Hotels sell out quickly and can get expensive; however, they are a trusted option for your travels. Be sure to look into Airbnb, Vacation Rentals by Owner (VRBO), or home exchanges. These options are handy if you’re traveling in a group.
For budget travelers or last-minute visitors, you can also find camping and tent accommodation near the fairgrounds, only available during the event. These tend to be more party-oriented and relatively expensive despite the quality of the accommodations.
Other Beer Festivals
Despite its name, Oktoberfest ends in the first week of October. However, given the popularity of beer culture in Germany, you won’t be hard-pressed to find another beer festival if you can’t attend Oktoberfest itself.
The following options are possible if you’re able to travel during these times instead:
- Munich Beer Gardens – July
- Stuttgart Cannstatter Volksfest Beer Festival – September/October
- Berlin Beer Festival – August
- Dachauer Volksfest – August
- Augsburg Liquidhopsbash – September
While You’re In Germany
Oktoberfest goes on for two weeks. If you need a break from the party, take the time to explore the countryside. Germany is a beautiful country with plenty to do and see. Renting a car is simple, and German rules for driving, including on the autobahn, are easy to follow.
About one and a half hours southwest of Munich is Garmisch-Partenkirchen. Given its proximity to the Austrian border, you’ll see part of the Alps as they spill over into Germany. This region is also close to several other great things to see, including the unmissable Partnach Gorge.
The Partnach Gorge is a protected area, so you must pay a fee to enter (cash only). The easiest way is to park at the Olympic stadium and walk the 20-minutes to the Gorge entrance. The Gorge includes a long, narrow walkway on the side – while the walkway is flat and level, it is wet, making it treacherous. Water-protective clothing and comfortable shoes are a must.
Not far from Garmisch is Eibsee Lake. Impressive mountains surround the lake, including Germany’s tallest mountain – Zugspitz. It makes for a breathtaking visit! There are hiking trails that you can explore, weather permitting, and a lodge restaurant to take a meal break.
If you’re a Disney fan, then swing by the Neuschwanstein Castle – Disney modeled their castle after it! You can take tours inside, and the town below offers food and shopping options to help you pass the time.
Northwest of Munich is Heidelberg, a smaller, charming German city too often left off of travelers itineraries. Home to the famous Heidelberg University, you’ll get great college-town vibes here with plenty of places to eat, shop, and hang out.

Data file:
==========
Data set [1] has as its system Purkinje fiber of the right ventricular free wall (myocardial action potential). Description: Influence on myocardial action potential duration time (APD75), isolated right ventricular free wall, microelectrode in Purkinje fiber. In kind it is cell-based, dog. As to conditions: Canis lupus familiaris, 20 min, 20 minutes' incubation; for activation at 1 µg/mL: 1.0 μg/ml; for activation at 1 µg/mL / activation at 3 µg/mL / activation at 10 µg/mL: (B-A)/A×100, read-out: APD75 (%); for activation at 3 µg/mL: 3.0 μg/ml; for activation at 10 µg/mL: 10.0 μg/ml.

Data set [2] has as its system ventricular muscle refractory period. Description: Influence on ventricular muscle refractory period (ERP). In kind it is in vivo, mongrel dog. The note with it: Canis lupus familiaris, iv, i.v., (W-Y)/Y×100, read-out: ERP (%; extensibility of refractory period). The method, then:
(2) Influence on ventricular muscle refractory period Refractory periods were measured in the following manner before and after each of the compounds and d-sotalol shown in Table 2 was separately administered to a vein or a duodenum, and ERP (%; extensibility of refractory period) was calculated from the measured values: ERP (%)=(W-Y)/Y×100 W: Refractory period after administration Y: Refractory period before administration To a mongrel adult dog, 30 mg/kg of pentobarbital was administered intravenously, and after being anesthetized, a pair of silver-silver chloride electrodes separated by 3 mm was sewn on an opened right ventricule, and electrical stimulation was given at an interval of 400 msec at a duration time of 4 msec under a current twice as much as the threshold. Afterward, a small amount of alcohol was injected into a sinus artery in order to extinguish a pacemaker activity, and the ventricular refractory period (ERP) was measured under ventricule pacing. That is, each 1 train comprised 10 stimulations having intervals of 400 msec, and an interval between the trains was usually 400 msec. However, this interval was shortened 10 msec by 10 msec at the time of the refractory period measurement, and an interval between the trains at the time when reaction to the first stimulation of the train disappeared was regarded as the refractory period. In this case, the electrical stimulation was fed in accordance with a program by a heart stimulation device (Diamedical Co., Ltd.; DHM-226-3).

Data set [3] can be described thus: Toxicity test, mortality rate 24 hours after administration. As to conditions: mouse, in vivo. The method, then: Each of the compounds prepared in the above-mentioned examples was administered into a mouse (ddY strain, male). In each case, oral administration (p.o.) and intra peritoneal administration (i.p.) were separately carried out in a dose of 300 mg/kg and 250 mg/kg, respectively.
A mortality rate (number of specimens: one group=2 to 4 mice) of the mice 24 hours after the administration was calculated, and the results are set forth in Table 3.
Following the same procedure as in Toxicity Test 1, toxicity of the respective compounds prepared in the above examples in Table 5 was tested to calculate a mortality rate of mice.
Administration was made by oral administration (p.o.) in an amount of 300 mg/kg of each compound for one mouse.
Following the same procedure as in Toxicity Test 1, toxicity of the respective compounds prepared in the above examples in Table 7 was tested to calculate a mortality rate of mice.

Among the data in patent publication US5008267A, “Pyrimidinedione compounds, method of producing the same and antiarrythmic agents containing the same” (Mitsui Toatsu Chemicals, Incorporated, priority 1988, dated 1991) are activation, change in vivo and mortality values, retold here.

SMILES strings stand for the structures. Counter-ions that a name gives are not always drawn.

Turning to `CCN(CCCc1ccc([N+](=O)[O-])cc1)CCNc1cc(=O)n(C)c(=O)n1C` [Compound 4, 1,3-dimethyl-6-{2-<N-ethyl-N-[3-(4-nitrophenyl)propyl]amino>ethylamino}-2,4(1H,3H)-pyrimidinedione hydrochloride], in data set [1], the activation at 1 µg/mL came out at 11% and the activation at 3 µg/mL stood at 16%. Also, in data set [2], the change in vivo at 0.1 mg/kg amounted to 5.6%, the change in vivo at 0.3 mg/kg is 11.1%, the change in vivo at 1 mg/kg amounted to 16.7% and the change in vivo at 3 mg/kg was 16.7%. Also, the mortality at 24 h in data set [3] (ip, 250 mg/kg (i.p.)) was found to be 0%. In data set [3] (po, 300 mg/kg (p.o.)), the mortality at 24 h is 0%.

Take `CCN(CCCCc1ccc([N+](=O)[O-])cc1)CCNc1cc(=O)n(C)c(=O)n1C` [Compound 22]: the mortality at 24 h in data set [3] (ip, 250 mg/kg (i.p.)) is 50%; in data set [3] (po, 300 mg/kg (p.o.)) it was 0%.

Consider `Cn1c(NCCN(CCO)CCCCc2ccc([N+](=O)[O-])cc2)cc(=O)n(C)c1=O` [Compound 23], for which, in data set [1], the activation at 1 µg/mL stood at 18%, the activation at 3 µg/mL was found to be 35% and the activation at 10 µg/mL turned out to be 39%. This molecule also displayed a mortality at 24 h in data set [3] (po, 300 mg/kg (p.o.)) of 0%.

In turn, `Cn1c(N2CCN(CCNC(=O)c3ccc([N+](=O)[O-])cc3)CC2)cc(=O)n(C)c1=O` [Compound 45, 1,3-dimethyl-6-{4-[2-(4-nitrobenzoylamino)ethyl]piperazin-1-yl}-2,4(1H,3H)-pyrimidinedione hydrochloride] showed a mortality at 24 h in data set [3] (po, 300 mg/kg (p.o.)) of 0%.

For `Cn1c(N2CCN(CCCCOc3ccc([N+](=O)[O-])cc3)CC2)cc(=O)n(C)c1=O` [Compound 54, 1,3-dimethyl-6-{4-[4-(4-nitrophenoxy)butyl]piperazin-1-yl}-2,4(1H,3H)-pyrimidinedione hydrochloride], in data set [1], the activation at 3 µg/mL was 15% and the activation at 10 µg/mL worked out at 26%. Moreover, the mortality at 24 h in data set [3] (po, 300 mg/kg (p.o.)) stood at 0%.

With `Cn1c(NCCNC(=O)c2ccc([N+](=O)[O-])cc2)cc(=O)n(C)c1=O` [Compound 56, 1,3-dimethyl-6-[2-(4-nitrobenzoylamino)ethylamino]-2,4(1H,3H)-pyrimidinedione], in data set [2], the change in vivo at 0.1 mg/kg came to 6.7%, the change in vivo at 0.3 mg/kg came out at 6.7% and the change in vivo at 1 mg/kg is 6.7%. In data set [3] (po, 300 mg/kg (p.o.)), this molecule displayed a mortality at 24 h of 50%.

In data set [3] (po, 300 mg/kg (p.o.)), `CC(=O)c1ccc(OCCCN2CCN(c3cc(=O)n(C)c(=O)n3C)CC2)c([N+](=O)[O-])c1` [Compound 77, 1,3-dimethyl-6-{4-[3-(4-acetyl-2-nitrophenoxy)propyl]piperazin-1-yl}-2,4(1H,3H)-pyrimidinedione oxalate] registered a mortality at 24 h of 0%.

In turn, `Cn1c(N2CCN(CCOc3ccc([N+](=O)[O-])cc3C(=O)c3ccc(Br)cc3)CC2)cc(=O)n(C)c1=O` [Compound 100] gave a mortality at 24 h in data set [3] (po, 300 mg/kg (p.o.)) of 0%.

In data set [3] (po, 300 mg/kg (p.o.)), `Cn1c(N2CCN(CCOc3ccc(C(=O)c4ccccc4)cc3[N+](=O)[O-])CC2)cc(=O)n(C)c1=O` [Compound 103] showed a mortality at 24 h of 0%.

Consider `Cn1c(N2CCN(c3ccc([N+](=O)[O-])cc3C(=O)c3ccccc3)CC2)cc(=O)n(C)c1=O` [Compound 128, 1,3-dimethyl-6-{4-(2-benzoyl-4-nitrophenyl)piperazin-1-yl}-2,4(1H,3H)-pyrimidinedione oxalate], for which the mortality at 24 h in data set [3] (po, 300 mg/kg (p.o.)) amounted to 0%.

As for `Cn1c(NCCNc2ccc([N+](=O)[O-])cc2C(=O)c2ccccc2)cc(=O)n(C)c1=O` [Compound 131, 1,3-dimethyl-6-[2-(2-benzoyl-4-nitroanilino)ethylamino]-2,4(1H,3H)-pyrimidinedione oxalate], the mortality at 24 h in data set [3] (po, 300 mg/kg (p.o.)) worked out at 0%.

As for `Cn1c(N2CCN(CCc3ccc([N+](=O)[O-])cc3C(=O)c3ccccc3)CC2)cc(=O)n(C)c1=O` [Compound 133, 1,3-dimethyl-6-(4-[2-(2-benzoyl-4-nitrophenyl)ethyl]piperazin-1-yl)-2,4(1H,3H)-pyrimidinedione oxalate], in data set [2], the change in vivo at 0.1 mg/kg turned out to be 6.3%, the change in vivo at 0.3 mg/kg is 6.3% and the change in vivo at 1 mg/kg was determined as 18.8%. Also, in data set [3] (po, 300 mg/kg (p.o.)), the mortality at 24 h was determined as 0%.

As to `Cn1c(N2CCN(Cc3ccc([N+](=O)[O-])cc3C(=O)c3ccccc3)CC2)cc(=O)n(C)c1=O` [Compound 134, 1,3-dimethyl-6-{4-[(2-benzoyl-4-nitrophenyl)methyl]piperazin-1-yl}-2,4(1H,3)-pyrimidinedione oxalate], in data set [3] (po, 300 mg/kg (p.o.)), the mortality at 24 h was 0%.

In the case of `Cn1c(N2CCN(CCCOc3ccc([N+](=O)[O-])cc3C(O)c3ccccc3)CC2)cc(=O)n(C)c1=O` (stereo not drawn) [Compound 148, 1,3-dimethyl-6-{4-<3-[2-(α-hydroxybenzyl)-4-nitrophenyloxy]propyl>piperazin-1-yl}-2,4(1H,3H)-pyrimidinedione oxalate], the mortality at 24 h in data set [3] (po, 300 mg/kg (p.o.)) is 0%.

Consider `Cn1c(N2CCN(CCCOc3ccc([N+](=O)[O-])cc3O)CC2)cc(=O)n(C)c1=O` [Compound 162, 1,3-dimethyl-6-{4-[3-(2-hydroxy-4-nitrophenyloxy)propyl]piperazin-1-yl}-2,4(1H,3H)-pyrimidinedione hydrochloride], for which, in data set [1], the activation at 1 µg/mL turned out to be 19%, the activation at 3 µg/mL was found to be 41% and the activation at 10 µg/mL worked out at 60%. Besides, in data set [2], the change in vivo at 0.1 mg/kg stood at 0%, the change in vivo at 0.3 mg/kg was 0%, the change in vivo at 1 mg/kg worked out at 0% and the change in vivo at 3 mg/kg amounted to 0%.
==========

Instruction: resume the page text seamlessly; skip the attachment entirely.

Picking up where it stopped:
Plus, you can visit Heidelberg Castle, known for being the most famous castle ruins in the world. Be prepared for all the photo ops. Heidelberg looks like a postcard!
Other Places to Visit
These are excellent locations to visit in Germany near Munich as a way to enhance a visit to Oktoberfest. However, there is plenty to see and do in the rest of the country.
It goes without saying that a stop by Berlin is well worth your time. If you’re interested in World War II history, plan to visit some famous battle sites, ruins, and museums from that time. Hamburg, along the coast, can also give you another perspective on German history and culture.
Oktoberfest is one of the most famous celebrations in the world, and while a visit might not be right for every traveler, there are many ways to appreciate and enjoy a trip to this unforgettable festival. While countries and cities around the world have adopted many of these traditions so that you can celebrate them locally, there is nothing quite like experiencing the original.
Look into planning a visit to Oktoberfest for your next European experience. You won’t regret it!
This article originally appeared on Wealth of Geeks.
Sanjana is a physician anesthesiologist, avid traveler, and entrepreneur. She founded The Female Professional in order to give women a voice, a community, and provide resources to help them overcome hurdles and achieve success. With her experiences as a physician, as a CEO of a startup, and as a writer, she understands the struggles and frustrations that women face. She also understands what it takes to move past those things and come out on top. Through this platform, Sanjana aims to empower women to be their best, authentic selves, achieve work/life balance, and live life to the fullest.